May 16, 2024 | Samantha Henman

The 10 Best Travel Destinations For Retirees—And The 5 Worst

Never Stop

Just because you’ve stopped working doesn’t mean you’ve stopped living. After all, you’ve waited this long for a little freedom—not why not explore the world? Not all trips are made equal, but we sorted out the best and worst travel destinations for retirees—and added a few tips along the way.

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Istanbul, Turkey

Looking for something different than your usual US road trip or Euro vacation, but still want a good night’s sleep and a sense of security? Istanbul is one of the top-rated destinations for seniors, according to a 2023 survey.

aerial view from Istanbul turkeynurullah bulut, Pexels

Istanbul Pros & Cons

More than anything, the ranking for peacefulness in Istanbul outdid any other destination. This means that, while you can go out and have a good time in the evening, you won’t be disturbed by loud nightclubs and partying like you might in other cities. There’s also fantastic healthcare and it’s a very walkable city.

As for cons? That’s it—there’s none!

image of Busy Turkish StreetAlex Berger, Flickr

Things To Do In Istanbul

Istanbul is home to some incredible cultural landmarks, including the Hagia Sophia and the Blue Mosque. There’s also the traditional Turkish baths, sightseeing cruises, and the possibility of a full-day trip to Troy to explore the area’s rich history.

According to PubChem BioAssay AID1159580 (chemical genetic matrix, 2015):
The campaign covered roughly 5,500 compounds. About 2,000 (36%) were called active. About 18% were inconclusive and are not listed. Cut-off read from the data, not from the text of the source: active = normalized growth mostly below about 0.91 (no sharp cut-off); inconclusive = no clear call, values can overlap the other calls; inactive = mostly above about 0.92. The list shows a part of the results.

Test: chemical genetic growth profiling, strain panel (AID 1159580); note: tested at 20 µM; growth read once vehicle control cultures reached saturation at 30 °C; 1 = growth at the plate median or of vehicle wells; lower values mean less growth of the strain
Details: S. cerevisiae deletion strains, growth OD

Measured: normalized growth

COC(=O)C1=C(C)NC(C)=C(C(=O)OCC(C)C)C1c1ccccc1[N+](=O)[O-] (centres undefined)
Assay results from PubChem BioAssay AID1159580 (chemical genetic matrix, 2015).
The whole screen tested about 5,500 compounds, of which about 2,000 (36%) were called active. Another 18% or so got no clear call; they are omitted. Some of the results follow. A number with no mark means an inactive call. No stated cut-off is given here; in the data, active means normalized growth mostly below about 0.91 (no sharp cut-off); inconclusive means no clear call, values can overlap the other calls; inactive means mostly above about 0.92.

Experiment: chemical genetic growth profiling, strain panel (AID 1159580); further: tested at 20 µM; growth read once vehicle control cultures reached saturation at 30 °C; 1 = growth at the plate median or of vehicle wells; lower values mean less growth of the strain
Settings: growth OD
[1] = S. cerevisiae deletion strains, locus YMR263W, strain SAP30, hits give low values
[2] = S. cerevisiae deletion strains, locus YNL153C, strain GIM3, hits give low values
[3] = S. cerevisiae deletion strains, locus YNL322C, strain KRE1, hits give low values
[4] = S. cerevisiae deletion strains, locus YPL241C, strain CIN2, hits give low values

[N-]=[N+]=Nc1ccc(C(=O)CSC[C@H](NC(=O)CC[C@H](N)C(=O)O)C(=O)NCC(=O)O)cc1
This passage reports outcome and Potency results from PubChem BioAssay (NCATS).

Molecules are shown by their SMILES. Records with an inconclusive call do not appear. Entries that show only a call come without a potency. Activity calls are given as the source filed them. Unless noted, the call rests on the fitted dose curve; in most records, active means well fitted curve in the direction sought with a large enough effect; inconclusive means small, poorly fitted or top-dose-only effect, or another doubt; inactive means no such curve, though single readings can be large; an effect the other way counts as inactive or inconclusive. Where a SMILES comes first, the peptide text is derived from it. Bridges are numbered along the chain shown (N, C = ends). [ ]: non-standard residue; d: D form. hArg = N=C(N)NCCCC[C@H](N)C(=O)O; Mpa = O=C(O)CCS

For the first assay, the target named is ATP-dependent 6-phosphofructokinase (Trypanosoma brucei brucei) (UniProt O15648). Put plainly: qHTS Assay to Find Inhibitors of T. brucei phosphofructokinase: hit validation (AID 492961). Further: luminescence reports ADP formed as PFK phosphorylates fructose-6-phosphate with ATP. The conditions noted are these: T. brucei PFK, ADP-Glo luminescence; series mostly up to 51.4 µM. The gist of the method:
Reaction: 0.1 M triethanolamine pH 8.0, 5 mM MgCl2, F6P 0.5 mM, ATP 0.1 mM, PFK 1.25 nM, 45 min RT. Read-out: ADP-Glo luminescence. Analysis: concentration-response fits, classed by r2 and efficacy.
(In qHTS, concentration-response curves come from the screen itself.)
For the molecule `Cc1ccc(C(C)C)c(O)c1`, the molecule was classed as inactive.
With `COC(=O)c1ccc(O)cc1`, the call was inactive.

interior of Hagia SophiaDaniel Peckham, Flickr

Athens, Greece

Athens was a close second to Istanbul, according to Forbes. One reason why it’s such a good destination for seniors? Well, it has a large and thriving seniors population itself. Over 22% of the population is over 65—so the lifestyle in Greece is definitely geared to seniors.

image of Athens, Greece aerial viewpixabay, Picryl

Athens Pros & Cons

While Athens is replete with activities aimed at seniors, it does lose points for peacefulness. There’s a lot of hustle and bustle and a booming nightlife in Athens, as well as many other places in Greece. It has a wide range of seniors tours, though.

aerial view of Athens, GreeceGiuseppe Milo, Flickr

Things To Do In Athens